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2014年8月11日 (月)

香山リカのココロの万華鏡:尊重し合う心がなければ /東京

July 13, 2014(Mainichi Japan)
Kaleidoscope of the Heart: Respect and a bit of consideration
香山リカのココロの万華鏡:尊重し合う心がなければ /東京

There happens to be a charity event in Japan that I have held alongside figures including the young monk Daiki Nakashita, who is known for activities to prevent people from dying alone. A central part of this event is a talk including author Karin Amamiya, Makoto Yuasa, who is known for anti-poverty activities, and Yasuyuki Shimizu, who is involved in work to curb suicide.

This time, we decided to invite a guest: Masaaki Odaka, a specialist in neurological and internal medicine at Minamisoma Municipal General Hospital in Fukushima Prefecture.

Using lots of photos, Odaka described the situation at his hospital and the state of recovery in Minamisoma, one of the areas hit hard by the March 2011 Great East Japan Earthquake and tsunami and the ensuing nuclear disaster.

"I don't want people to forget Fukushima, but at the same time, it's a problem for people to deliberately stress the dangers of radiation, because that's where we've decided to live," he said.

So what kind of stance should people who live in other areas take?

"They should realize that people are living there and be considerate in what they say," Odaka says with a smile.

"That makes sense," I thought. "If I say such and such, what will the other party think? If I were in their shoes, how would I feel?" Taking this kind of approach, we can become naturally considerate in our choice of words.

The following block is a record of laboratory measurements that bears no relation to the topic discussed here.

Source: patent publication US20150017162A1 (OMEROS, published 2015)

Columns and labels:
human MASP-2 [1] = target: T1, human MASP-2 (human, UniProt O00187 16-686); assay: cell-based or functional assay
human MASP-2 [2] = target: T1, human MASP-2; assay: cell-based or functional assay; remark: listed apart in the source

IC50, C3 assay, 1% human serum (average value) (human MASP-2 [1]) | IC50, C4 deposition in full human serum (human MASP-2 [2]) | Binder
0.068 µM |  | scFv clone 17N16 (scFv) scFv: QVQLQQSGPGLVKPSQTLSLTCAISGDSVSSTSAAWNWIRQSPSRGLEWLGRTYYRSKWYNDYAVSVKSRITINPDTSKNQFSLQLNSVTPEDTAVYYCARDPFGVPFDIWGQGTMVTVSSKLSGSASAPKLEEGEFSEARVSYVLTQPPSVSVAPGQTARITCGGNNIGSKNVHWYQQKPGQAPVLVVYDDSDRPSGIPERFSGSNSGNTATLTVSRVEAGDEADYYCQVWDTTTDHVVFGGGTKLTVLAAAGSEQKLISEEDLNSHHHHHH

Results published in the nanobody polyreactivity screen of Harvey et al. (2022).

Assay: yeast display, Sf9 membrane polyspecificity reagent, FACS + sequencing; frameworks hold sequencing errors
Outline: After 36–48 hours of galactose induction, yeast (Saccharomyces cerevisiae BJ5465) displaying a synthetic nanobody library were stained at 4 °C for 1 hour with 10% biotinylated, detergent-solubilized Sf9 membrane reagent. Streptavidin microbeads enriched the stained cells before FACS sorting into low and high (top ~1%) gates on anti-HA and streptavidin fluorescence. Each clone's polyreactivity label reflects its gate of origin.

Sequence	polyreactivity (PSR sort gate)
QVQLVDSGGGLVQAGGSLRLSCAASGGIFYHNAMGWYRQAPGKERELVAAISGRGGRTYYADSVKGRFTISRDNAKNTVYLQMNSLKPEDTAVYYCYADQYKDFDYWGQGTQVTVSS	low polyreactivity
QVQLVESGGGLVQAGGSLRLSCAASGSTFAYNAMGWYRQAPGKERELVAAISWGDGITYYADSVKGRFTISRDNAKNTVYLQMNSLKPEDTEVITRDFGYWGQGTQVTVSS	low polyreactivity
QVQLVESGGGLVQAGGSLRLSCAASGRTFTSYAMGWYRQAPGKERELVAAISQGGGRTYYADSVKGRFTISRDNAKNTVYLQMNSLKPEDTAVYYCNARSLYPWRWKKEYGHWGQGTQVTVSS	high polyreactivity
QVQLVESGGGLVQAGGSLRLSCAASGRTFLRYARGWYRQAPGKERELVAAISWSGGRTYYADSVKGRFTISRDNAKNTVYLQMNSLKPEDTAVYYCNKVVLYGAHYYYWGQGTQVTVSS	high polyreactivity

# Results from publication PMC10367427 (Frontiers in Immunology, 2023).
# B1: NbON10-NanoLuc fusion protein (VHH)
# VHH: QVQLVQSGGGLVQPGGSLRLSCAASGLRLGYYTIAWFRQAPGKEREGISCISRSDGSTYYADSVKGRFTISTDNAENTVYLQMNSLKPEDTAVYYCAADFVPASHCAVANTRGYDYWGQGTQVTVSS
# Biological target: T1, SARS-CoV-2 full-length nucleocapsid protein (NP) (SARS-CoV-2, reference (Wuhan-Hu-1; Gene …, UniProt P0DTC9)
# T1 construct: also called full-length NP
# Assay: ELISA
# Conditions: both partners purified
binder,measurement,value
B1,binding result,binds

It's not simply a case of being able to make up guidelines which tell us, "This word is all right; that one isn't."

Recently, more people struggle to perform the simple tasks of thinking about how the other person feels and being appropriately considerate.

When I went to a bookstore, I was surprised to see a corner of books that listed up the problems and faults of other countries, criticizing them and making fun of them with strong language.

If I went overseas and visited a bookstore only to find books that heaped abuse on Japan, how would I feel?

Picturing this kind of situation should produce a level of consideration for the other party, even when saying something that needs to be said firmly.

Some people might respond, "The other party pays no consideration to me, so there's no need for me to do that."  「向こうがこちらに配慮しないのだからその必要はない」と言う人もいるが、

But surely we have never witnessed a time in history or in our daily lives when "an eye for an eye" has been able to prevent a quarrel or conflict.

I think the reason human society has been able to continue in some way or other is because people have held on to the attitude, "It's not easy, but let's make an effort to respect each other's feelings and position."

"That's hard for you." "You've got it tough, too."

Rather than coming out swinging, it's important to adopt a stance that pays consideration to the other person, and encourages consideration.

And this should apply to any issue, whether it be Fukushima or international society, or even when thinking about diplomacy and security.

(By Rika Kayama, psychiatrist)
毎日新聞 2014年07月08日 地方版


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